Growing Deer Herd Damages Forestland

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(Host) The white-tailed deer occupies a place of honor in Vermont. A vigorous deer herd is often equated with a healthy landscape. But in parts of the state, especially in the southern Connecticut River Valley, experts are saying there are too many deer for the land to support. Foresters and landowners are concerned that heavy browsing of maple, ash and oak poses a threat to the future of the forest.

VPR’s Susan Keese reports on some attempts to solve the problem.

(Keese) Forester Charlie Richardson steps into a clearing in the woods in Dummerston. A few years ago he supervised a harvest of red oak and pine here. The cutting yielded the landowner some cash. It also opened up a sunny patch where a new generation of oaks and pines could take hold. It would have been a textbook case of good forestry except for the deer. Richardson stops at what should be a healthy stand of young red oak:

(Richardson) “They re almost shaped like a broom because they’ve been browsed so much.”

(Keese) Beyond the broom-shaped oaks is an even odder sight: a forest of five-foot tall plastic tubes tied to wooden stakes. The tubes are tree shelters. Richardson has been using them on this site to protect the trees until they reach a height where the deer won t eat them.

(Richardson) “But the one thing about tree shelters is that they take a lot of maintenance.”

(Keese) Richardson became a forester in the late 1950s. Back then, the brushy landscape of farms growing back to woods provided enough food to support a very large deer herd. The mature woods here now offer relatively little food.

When the deer aren’t browsing saplings, they can often be found munching in the gardens and yards springing up in increasing densities at the edges of these woods.

Richardson has seen the culture here change too, from one where hunting was accepted to one where much of the land is posted. The owner of these woods recently opened his land to limited hunting.

(Richardson) “In this case, on this property the landowner worked with wildlife all his life and wanted to give them a place where no harm would come…. but he found that he couldn’t do that completely.”

(Keese) Tim Morton is assistant county forester for Windham and Windsor Counties. He s concerned that the deer are devouring the next generation of the region’s most highly valued trees.

Standing in a Brattleboro forest preserve, Morton identifies a dozen species in the leafy canopy overhead:

(Morton) “And where you look in the understory, you see primarily two species, you see black birch, which the deer do not browse and you see the glossy buckthorn, which is a very aggressive exotic. And that theme is common throughout this forest. You have five, ten, twelve hardwood overstory species, a few softwood species. The future forest is being reduced to just a couple.”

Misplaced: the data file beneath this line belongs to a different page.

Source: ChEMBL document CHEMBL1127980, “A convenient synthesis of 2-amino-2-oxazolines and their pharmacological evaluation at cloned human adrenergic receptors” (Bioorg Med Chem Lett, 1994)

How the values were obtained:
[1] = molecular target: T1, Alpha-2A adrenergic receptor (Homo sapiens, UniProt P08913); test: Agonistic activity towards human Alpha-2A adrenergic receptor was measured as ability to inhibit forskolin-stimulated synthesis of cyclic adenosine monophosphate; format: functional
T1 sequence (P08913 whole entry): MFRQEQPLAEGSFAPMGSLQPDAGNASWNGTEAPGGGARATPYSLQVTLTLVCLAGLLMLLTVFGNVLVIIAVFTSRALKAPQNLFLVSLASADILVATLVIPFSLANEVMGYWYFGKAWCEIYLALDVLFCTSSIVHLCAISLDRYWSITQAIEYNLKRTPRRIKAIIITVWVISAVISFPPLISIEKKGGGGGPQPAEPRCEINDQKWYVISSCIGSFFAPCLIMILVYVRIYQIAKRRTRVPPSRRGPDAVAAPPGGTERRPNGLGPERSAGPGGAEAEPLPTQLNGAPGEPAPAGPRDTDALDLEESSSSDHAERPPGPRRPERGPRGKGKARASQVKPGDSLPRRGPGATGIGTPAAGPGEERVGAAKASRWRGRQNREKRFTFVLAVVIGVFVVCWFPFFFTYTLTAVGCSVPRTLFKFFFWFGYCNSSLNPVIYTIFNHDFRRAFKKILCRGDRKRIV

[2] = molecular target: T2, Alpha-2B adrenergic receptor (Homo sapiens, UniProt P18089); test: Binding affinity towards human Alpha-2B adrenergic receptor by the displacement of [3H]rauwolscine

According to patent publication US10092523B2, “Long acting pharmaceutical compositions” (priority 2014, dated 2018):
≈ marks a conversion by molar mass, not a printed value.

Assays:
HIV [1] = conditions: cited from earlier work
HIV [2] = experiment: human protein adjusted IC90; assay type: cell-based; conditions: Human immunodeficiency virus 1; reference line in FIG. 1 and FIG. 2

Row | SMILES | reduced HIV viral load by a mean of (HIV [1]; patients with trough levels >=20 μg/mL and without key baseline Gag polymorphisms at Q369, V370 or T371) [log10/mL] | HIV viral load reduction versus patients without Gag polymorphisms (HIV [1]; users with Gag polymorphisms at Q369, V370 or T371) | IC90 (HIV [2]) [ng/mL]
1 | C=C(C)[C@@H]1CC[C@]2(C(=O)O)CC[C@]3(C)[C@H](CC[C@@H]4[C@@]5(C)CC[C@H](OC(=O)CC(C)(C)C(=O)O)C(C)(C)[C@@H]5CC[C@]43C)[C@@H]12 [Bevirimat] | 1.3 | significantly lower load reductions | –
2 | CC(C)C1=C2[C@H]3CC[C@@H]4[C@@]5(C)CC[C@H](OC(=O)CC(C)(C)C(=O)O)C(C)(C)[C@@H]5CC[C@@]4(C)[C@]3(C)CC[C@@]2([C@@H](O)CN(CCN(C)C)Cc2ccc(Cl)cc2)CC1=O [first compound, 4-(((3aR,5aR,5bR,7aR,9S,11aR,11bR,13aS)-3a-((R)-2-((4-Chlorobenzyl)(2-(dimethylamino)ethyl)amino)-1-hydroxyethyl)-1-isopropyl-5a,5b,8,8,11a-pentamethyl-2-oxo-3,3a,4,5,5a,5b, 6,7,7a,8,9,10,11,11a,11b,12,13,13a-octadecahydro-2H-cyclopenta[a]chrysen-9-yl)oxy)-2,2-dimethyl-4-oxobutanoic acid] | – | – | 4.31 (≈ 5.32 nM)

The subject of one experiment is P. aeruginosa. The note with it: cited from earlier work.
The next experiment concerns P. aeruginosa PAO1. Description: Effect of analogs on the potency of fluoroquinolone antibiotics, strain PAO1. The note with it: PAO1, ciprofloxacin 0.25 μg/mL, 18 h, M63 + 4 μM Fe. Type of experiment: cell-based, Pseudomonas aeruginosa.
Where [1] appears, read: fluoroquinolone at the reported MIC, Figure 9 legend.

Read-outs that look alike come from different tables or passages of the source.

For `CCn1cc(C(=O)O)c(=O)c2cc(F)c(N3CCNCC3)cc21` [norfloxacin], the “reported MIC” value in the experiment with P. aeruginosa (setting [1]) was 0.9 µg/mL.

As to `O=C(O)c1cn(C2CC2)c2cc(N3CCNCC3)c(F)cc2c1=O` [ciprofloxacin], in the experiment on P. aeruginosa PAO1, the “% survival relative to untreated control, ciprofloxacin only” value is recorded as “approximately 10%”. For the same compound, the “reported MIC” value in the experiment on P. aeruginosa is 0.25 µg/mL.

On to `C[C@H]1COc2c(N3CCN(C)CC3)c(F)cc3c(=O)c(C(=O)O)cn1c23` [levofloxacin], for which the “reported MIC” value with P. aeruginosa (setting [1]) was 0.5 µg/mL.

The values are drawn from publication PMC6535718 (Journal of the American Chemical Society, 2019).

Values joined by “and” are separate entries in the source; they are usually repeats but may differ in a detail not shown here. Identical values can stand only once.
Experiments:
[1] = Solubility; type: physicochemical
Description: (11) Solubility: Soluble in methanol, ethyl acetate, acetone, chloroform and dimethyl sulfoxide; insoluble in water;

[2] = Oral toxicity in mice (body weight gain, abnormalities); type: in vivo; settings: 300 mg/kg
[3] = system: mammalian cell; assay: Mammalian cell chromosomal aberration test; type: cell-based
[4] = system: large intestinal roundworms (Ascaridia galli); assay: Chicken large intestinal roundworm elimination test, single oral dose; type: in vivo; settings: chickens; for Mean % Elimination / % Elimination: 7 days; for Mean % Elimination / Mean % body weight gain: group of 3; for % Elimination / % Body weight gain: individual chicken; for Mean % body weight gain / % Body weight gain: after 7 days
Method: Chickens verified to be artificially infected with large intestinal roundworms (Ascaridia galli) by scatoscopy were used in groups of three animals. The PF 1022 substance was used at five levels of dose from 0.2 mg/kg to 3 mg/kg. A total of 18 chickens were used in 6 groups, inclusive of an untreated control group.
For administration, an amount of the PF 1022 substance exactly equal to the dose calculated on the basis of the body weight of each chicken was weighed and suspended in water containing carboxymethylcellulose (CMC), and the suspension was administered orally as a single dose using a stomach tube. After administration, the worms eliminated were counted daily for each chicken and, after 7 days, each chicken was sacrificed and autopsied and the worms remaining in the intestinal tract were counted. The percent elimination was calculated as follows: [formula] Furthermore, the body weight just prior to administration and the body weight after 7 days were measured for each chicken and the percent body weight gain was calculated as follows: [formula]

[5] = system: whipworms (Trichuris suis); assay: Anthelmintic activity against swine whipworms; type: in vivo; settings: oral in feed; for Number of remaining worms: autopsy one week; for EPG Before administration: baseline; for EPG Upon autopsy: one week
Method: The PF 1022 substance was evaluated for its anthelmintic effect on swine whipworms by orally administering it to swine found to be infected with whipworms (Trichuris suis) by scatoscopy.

(Keese) John Buck heads the deer team for the Department of Fish and Wildlife, which regulates deer numbers in the state. He’s visited the southern Vermont forest.

(Buck) “And there’s clearly an impact to the understory vegetation going on in Southeastern Vermont, and other parts of the state too. And deer are the principal culprits of that…. but we may have different points of view on how to arrive at a solution to that.”

(Keese) Buck worries that reversing that impact would mean reducing deer to numbers that would make hunters and wildlife watchers unhappy.

Antlerless deer permits – permits to hunt females with muzzle loaders or bows – are the main way the Department regulates the deer population.

After last fall’s hunting season, hunters complained that deer numbers were down following the harsh winter of 2001. In response, Fish and Wildlife is planning to eliminate or sharply cut antlerless permits in many regions.

But Buck says that in Brattleboro and a few other towns in the state’s southeast corner, the number of doe permits will actually be increased:

(Buck) “Our hope would be that the deer population would decrease over time and stay within line with what we feel the landscape can tolerate.”

(Keese) Some foresters say that’s not enough. But Morton says he’s glad the agency is at least listening.

Meanwhile, in Brattleboro, Morton has been trying a deer repellant made of bloodmeal on some oak seedlings. It seemed to keep the browsing down this winter. But today he arrives too late to save a flush of succulent spring growth:

(Morton) “There goes two deer right there look at em. See… there goes their white tails. They re feeding on my oaks.¿”

(Keese) For Vermont Public Radio, I’m Susan Keese in Brattleboro.

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